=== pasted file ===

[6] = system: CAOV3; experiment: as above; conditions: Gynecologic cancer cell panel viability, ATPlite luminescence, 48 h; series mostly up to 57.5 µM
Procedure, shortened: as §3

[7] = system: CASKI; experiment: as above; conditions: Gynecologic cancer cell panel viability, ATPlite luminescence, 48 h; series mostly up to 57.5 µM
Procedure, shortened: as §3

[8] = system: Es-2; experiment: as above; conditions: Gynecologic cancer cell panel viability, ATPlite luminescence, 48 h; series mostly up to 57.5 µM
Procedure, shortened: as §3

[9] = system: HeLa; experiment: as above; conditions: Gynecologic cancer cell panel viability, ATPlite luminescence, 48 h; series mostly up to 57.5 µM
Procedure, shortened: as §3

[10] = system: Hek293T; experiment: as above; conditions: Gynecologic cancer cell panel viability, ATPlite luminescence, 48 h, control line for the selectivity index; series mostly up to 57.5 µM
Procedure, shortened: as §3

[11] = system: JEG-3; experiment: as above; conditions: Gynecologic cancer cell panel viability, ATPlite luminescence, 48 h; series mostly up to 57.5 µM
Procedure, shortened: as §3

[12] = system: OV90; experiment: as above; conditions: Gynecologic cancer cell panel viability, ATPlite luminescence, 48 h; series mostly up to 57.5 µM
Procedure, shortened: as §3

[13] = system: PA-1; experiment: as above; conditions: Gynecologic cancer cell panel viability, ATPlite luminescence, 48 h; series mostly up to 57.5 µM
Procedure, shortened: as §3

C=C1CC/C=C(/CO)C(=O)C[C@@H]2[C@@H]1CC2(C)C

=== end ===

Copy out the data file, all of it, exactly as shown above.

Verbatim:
[6] = system: CAOV3; experiment: as above; conditions: Gynecologic cancer cell panel viability, ATPlite luminescence, 48 h; series mostly up to 57.5 µM
Procedure, shortened: as §3

[7] = system: CASKI; experiment: as above; conditions: Gynecologic cancer cell panel viability, ATPlite luminescence, 48 h; series mostly up to 57.5 µM
Procedure, shortened: as §3

[8] = system: Es-2; experiment: as above; conditions: Gynecologic cancer cell panel viability, ATPlite luminescence, 48 h; series mostly up to 57.5 µM
Procedure, shortened: as §3

[9] = system: HeLa; experiment: as above; conditions: Gynecologic cancer cell panel viability, ATPlite luminescence, 48 h; series mostly up to 57.5 µM
Procedure, shortened: as §3

[10] = system: Hek293T; experiment: as above; conditions: Gynecologic cancer cell panel viability, ATPlite luminescence, 48 h, control line for the selectivity index; series mostly up to 57.5 µM
Procedure, shortened: as §3

[11] = system: JEG-3; experiment: as above; conditions: Gynecologic cancer cell panel viability, ATPlite luminescence, 48 h; series mostly up to 57.5 µM
Procedure, shortened: as §3

[12] = system: OV90; experiment: as above; conditions: Gynecologic cancer cell panel viability, ATPlite luminescence, 48 h; series mostly up to 57.5 µM
Procedure, shortened: as §3

[13] = system: PA-1; experiment: as above; conditions: Gynecologic cancer cell panel viability, ATPlite luminescence, 48 h; series mostly up to 57.5 µM
Procedure, shortened: as §3

C=C1CC/C=C(/CO)C(=O)C[C@@H]2[C@@H]1CC2(C)C